Your Shot And Don't Blow It
By Chris Standring
We are living in a producer's world right
now. With the major labels looking to sign future Christina Agulieras,
Mandy Moores and Britney Spears, the record business is looking
at the big producers to deliver the goods. Some of my oldest friends
just happen to be members of what is probably the hottest production
team right now; The Matrix. I used to tour in (Matrix writer/producer)
Lauren Christy's band when she was signed to Mercury back in 1994.
So consequently I get a good earful when stuff is going down at
major labels and the behavior of bands and artists they are working
with. I hear it all first hand and the stuff I hear is simply
amazing to me.
Lauren came over to my house recently and we were sitting down
having a nice cup of tea, something English people seem to do
best! She proceeded to tell me about a project they were working
on and a band they were working with. Now what I am about to tell
you is fascinating but let me tell you, I have heard this time
and time again, not only from her but from many other sources,
particularly producers. I will leave out names as it's only fair
to do so...
At the time The Matrix were producing a band for a major label,
putting the finishing touches to an album that would be slated
for the near future. Here's how it went...
The band is fronted by a young girl and a young guy. The label
are excited and they have all sorts of press and publicity planned
for the upcoming months. The Matrix have once again turned in
a few surefire radio hits and the label are convinced they have
another hit on their hands. The problem is the young male singer.
Let's call him "Axe-2-Grind". He is as feisty
one and difficult to say the least. The band is a somewhat manufactured
situation. The Matrix have put the songs together and crafted
a sound and found two young singers to front the project. This
is a situation where the producers are calling the shots. The
band has to suck it up and fit in as best they can. Why? because
the label have invested half a million dollars.
The label are organizing press and TV spots for the two front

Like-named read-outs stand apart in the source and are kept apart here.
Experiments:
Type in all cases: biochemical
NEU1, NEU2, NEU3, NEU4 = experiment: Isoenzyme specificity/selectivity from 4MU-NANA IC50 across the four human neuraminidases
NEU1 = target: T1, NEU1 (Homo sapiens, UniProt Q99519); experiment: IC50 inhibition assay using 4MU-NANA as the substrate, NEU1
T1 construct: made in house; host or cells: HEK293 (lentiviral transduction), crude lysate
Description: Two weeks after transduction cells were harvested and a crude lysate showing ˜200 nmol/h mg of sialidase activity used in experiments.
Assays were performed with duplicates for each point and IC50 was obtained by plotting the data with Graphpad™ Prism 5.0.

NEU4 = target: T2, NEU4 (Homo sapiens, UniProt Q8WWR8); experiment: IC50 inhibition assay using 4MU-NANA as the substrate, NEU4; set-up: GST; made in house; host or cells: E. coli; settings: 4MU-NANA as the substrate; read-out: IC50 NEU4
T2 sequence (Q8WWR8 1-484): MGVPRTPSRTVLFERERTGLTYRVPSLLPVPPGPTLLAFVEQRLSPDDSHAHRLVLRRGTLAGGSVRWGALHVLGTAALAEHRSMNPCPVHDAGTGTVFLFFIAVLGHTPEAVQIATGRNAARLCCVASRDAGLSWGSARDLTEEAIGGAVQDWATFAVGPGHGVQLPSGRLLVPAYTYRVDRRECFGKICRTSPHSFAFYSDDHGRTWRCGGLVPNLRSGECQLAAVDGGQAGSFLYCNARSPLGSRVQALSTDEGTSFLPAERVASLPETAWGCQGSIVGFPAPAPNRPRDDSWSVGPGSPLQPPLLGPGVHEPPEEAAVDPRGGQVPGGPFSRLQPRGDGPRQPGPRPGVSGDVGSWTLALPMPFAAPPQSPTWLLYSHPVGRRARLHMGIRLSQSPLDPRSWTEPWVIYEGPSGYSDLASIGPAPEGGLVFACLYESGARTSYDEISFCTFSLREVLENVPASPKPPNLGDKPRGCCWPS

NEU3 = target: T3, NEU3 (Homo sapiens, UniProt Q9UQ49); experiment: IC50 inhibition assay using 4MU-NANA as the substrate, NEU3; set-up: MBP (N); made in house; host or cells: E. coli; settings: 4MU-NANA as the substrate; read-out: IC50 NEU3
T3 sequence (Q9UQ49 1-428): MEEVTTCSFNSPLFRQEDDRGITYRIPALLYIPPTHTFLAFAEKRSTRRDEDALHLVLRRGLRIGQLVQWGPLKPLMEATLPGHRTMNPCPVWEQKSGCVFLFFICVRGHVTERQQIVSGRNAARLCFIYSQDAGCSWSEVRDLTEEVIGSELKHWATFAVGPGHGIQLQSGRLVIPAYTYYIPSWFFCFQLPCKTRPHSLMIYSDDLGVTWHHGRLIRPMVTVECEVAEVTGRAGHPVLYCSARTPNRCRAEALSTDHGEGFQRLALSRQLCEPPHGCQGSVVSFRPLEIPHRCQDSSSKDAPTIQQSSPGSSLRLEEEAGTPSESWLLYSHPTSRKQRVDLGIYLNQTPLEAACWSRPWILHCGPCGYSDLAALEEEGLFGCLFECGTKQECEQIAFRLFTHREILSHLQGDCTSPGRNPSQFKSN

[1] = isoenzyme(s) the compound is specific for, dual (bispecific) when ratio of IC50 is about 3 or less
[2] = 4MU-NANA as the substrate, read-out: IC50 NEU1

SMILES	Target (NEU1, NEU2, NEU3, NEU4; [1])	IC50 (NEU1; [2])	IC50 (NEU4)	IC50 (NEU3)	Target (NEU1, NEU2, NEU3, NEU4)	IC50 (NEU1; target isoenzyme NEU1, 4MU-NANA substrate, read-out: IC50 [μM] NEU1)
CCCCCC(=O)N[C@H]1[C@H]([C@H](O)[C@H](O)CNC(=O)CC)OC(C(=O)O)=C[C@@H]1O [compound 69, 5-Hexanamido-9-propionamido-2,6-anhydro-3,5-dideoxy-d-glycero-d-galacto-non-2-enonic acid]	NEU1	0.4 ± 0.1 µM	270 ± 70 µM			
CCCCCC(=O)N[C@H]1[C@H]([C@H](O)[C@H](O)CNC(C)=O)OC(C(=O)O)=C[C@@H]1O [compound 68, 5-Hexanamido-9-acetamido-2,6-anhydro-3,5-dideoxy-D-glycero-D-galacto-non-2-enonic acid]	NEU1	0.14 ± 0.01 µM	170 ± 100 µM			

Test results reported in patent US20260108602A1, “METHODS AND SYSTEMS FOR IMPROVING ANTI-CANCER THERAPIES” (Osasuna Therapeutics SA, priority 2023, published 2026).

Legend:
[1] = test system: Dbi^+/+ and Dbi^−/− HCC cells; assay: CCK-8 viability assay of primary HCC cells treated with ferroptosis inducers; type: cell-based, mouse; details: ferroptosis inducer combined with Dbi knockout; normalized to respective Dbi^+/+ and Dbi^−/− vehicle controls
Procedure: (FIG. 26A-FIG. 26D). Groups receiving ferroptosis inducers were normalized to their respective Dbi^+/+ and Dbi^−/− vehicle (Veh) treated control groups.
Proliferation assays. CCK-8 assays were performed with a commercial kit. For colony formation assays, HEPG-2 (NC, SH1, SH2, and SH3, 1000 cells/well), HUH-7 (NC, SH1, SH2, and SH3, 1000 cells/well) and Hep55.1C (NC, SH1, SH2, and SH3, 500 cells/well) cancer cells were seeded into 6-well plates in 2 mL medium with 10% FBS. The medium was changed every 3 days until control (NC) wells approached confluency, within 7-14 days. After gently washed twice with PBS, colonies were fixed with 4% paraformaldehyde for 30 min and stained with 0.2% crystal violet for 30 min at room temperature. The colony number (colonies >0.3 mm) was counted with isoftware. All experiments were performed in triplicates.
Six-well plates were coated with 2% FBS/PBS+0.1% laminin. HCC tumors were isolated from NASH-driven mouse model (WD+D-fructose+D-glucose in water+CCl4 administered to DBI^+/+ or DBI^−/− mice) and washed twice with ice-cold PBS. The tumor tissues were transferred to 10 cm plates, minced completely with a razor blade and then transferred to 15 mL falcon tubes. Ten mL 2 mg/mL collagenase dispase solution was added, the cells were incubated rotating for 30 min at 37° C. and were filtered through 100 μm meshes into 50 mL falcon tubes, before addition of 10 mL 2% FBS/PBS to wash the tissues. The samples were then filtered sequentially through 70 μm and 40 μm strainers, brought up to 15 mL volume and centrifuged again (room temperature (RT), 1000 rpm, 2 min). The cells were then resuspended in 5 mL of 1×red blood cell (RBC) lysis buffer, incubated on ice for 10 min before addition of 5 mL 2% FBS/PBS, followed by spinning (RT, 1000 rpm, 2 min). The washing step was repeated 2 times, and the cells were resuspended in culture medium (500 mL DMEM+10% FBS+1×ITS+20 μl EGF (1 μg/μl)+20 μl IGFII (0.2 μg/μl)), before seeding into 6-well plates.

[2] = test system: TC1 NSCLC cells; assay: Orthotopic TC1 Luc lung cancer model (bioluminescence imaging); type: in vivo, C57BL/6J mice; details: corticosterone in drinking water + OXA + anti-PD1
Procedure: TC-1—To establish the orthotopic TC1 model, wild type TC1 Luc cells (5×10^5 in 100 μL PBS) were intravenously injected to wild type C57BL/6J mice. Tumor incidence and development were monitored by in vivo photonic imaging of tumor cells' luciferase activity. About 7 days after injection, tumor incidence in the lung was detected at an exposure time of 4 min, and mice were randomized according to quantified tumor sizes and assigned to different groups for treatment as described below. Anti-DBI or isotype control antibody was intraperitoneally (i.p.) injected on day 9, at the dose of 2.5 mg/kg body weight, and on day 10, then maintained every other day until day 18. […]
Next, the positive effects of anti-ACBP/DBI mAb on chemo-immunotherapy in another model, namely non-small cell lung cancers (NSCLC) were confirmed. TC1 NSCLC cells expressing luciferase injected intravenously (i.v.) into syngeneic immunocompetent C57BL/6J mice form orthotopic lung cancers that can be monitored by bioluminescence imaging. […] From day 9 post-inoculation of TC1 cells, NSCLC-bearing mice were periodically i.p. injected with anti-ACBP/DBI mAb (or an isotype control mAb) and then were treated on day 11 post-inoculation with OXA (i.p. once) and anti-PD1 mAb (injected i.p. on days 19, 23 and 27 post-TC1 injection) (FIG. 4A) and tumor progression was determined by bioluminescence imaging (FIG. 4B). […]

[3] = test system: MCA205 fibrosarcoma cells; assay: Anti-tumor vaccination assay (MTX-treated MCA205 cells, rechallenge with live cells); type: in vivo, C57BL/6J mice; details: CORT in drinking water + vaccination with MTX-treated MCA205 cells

singers. The problem is Axe-2-Grind is being particularly difficult
about his image. The label and stylist wants the band to look
a certain way to reflect the music on the album. Axe wants to
wear what he wants to wear, and frankly it is not representative
of the rest of the group, and certainly not fitting for what the
label wants. Over the weeks the situation gets worse. Axe forges
deep resentment for the label and the label are getting very worried
thinking he might be a loose cannon. Finally the producers say
to him: "So Axe, if it meant that the label insisted that
the band dresses a certain way how would you feel about that?"
Axe says" I won't do it, I wanna do my own thing." Finally
the producers say, "So if it meant that you had to work with
us the way we needed you to or you backed out of the situation
altogether what would you choose to do?" "Well if that
is the deal then I will have to back out!".
And so it was. Axe had his marching papers. Gone. Disappeared
off the face of the earth. He was replaced within days.
I am astounded when I hear this, it happens all the time when
artists get signed. For some bizarre reason, once they get a shot
at stardom they seem to think they can call the shots and if things
go horribly wrong it's no big deal. WRONG!! Why is this so bad?
Because the chances are this guy's shot will NEVER come again.
Not only will The Matrix not work with him again but it takes
years to get a break in this business and the next time he gets
a shot he will probably be too old for labels to take him seriously.
It's simply not worth it!
What's the moral of this story? Don't blow it! It's just too damn
hard to find a situation that could lead to huge success in the
music business. Don't blow it now, if you absolutely have to,
blow it later! Call the shots when you have some credibility,
until then you have none and if you are in a producer driven situation,
understand that THEY call the shots and not you. If you want to
call the shots 100% then front your own band and do your own thing.
Be an indie artist and do grass roots promotion. Trust me nobody
will argue with you.
You may not want to hear this but the major label music business
wants surefire hits and they are looking at the bottom line ONLY!
They don't care about artists, they care about money! Who is responsible
for making money? Big name producers who have hit after hit after
hit. The odds of disaster are lessened so they will defer to them
every time. THAT'S NOT YOU!
Now, if the project in question is a band signing and the label
have signed a preexisting sound then of course this is a completely
different scenario. I am talking about producer driven pop only.
Learn to be diplomatic. Voice your opinion but don't blow it.
It's not worth it. Recognize your shot, the chances are it will
never come around again!
| Chris Standring
is the CEO and founder of A&R Online (www.aandronline.com).
He is also a contemporary jazz guitarist presently signed to
Ultimate Vibe Recordings. For more info on Chris' recording
career go to his personal website at www.chrisstandring.com
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